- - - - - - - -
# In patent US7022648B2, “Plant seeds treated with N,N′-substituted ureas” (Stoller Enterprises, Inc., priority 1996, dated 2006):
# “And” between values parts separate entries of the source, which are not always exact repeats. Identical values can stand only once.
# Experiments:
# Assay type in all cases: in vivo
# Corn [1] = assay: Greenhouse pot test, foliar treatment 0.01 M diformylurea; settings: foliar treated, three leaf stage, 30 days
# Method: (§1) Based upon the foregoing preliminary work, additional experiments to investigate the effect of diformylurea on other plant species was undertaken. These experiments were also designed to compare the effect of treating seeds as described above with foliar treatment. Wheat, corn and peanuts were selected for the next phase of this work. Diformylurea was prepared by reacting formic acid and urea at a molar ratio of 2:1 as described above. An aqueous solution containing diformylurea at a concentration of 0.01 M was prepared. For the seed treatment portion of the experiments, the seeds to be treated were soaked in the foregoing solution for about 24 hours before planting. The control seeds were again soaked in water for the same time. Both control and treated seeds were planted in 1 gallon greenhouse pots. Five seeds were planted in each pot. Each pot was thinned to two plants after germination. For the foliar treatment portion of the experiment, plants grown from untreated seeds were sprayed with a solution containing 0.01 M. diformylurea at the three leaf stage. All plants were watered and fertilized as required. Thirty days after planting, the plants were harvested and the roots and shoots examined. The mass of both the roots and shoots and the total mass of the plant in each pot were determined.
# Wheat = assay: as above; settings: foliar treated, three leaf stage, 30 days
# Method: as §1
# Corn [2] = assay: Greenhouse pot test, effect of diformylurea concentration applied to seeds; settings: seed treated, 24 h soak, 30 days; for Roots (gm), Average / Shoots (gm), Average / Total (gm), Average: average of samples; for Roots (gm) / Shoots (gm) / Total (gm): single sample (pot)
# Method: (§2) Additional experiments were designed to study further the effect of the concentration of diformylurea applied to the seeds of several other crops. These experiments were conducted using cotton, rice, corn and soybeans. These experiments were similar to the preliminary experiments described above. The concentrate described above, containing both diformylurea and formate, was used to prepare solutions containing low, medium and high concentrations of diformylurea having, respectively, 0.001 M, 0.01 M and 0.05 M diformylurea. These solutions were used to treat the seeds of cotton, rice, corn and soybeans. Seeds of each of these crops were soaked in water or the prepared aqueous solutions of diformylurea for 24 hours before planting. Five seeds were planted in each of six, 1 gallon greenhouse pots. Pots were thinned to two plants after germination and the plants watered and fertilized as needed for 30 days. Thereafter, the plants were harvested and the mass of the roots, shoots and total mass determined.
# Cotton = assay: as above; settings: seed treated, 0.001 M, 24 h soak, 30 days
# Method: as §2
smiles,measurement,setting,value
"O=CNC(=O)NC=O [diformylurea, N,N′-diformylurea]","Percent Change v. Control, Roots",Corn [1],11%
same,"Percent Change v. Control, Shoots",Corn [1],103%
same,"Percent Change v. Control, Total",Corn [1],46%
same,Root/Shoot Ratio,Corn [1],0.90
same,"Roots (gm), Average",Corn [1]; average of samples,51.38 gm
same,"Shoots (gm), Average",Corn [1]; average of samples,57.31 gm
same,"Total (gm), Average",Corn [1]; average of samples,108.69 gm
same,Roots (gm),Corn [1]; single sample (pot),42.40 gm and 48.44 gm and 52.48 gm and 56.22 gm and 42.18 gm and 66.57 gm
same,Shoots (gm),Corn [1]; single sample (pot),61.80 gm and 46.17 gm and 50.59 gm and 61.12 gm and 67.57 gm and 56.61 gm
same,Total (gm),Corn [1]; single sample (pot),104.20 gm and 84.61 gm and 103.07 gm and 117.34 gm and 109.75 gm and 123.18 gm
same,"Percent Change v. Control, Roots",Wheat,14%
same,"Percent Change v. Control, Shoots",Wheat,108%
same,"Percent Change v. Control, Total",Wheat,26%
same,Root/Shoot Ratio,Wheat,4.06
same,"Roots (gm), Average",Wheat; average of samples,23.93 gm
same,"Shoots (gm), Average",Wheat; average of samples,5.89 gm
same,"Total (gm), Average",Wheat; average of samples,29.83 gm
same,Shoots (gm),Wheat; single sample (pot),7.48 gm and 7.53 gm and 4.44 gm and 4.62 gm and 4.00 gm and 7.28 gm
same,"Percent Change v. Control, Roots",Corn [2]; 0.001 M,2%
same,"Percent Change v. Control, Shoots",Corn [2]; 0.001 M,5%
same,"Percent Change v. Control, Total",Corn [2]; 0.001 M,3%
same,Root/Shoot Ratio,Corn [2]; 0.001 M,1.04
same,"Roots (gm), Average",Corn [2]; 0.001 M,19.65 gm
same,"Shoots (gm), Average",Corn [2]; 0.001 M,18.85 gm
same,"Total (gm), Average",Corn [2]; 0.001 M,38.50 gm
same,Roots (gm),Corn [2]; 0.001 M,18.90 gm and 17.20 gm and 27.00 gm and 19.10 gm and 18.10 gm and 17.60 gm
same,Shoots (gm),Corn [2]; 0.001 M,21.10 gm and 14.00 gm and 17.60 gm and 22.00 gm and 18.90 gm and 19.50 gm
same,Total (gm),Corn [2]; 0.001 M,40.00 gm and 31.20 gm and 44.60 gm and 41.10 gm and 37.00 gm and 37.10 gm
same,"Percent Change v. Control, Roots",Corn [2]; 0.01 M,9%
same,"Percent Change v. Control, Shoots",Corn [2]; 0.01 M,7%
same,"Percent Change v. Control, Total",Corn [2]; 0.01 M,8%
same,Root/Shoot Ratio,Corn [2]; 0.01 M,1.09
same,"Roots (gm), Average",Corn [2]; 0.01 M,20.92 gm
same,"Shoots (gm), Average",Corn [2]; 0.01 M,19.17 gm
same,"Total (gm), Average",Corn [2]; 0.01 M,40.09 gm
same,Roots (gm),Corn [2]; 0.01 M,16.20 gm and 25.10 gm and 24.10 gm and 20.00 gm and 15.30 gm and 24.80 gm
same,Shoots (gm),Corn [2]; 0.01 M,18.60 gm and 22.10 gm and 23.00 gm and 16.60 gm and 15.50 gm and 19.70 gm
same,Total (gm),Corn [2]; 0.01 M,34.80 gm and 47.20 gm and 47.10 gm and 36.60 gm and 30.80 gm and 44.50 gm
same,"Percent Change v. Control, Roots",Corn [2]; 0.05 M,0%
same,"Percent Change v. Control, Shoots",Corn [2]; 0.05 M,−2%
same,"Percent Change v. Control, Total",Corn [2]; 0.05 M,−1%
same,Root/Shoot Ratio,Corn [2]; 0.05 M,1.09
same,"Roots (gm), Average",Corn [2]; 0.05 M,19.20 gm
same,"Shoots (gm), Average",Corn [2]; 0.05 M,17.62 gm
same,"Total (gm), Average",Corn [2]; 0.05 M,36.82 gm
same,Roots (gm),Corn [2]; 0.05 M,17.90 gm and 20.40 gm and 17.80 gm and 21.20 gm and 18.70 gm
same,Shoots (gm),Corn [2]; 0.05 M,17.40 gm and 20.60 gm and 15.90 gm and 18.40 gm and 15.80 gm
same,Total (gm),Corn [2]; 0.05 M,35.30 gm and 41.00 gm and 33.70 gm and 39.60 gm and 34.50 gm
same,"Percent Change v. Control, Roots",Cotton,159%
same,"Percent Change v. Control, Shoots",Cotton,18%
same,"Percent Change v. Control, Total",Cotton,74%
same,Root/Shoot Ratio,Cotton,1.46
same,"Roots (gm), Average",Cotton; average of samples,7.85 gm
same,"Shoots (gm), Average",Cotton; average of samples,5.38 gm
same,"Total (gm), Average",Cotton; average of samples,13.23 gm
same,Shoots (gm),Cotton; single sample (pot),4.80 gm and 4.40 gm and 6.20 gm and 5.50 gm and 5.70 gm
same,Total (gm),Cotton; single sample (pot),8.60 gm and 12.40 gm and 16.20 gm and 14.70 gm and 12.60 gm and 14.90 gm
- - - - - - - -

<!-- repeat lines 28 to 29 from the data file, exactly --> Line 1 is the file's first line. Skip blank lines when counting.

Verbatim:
same,"Roots (gm), Average",Wheat; average of samples,23.93 gm
same,"Shoots (gm), Average",Wheat; average of samples,5.89 gm